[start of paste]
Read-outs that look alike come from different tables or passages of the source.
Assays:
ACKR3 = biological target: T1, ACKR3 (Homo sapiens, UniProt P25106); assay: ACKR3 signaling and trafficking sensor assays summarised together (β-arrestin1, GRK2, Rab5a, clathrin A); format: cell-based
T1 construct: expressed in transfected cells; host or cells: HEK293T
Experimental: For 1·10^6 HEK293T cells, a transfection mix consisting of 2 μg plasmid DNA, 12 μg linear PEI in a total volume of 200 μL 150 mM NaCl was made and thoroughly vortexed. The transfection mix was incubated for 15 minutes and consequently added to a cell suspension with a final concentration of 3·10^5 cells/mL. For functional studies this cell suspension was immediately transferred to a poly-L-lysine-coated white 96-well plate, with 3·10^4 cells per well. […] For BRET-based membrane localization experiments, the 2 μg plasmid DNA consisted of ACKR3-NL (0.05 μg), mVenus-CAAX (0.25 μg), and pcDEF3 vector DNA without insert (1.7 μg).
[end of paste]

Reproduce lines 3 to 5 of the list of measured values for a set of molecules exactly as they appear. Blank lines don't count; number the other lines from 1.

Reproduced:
ACKR3 = biological target: T1, ACKR3 (Homo sapiens, UniProt P25106); assay: ACKR3 signaling and trafficking sensor assays summarised together (β-arrestin1, GRK2, Rab5a, clathrin A); format: cell-based
T1 construct: expressed in transfected cells; host or cells: HEK293T
Experimental: For 1·10^6 HEK293T cells, a transfection mix consisting of 2 μg plasmid DNA, 12 μg linear PEI in a total volume of 200 μL 150 mM NaCl was made and thoroughly vortexed. The transfection mix was incubated for 15 minutes and consequently added to a cell suspension with a final concentration of 3·10^5 cells/mL. For functional studies this cell suspension was immediately transferred to a poly-L-lysine-coated white 96-well plate, with 3·10^4 cells per well. […] For BRET-based membrane localization experiments, the 2 μg plasmid DNA consisted of ACKR3-NL (0.05 μg), mVenus-CAAX (0.25 μg), and pcDEF3 vector DNA without insert (1.7 μg).